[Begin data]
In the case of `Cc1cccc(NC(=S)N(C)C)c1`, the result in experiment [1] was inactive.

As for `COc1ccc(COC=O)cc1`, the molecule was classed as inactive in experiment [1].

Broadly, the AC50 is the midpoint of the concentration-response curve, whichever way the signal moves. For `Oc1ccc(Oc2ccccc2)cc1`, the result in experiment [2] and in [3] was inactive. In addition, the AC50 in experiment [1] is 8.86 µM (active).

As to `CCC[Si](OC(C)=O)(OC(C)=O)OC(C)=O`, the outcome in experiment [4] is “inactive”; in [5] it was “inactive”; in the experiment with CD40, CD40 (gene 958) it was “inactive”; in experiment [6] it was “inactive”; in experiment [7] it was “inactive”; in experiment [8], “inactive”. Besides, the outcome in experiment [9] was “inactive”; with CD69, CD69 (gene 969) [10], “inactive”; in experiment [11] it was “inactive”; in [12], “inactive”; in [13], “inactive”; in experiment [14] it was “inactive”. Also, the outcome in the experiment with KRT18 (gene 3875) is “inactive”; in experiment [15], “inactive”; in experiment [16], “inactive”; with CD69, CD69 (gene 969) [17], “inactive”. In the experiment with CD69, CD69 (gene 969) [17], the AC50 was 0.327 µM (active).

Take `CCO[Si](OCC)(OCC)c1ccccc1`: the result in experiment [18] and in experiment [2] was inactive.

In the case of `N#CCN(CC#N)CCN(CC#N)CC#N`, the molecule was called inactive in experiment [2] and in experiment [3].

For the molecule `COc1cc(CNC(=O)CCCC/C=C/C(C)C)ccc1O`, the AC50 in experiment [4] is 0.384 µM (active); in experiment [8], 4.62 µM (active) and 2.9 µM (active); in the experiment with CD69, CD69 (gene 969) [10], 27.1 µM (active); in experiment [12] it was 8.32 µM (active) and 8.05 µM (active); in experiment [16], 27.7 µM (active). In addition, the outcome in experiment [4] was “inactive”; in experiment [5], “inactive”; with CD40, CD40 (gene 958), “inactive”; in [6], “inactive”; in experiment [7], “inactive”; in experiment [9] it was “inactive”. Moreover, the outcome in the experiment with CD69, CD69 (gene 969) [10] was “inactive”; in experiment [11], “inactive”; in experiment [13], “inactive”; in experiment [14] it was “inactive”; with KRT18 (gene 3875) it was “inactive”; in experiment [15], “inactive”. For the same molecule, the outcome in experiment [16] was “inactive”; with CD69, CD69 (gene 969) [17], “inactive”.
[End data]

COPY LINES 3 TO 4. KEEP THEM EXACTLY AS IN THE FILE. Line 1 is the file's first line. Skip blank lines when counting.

Broadly, the AC50 is the midpoint of the concentration-response curve, whichever way the signal moves. For `Oc1ccc(Oc2ccccc2)cc1`, the result in experiment [2] and in [3] was inactive. In addition, the AC50 in experiment [1] is 8.86 µM (active).

As to `CCC[Si](OC(C)=O)(OC(C)=O)OC(C)=O`, the outcome in experiment [4] is “inactive”; in [5] it was “inactive”; in the experiment with CD40, CD40 (gene 958) it was “inactive”; in experiment [6] it was “inactive”; in experiment [7] it was “inactive”; in experiment [8], “inactive”. Besides, the outcome in experiment [9] was “inactive”; with CD69, CD69 (gene 969) [10], “inactive”; in experiment [11] it was “inactive”; in [12], “inactive”; in [13], “inactive”; in experiment [14] it was “inactive”. Also, the outcome in the experiment with KRT18 (gene 3875) is “inactive”; in experiment [15], “inactive”; in experiment [16], “inactive”; with CD69, CD69 (gene 969) [17], “inactive”. In the experiment with CD69, CD69 (gene 969) [17], the AC50 was 0.327 µM (active).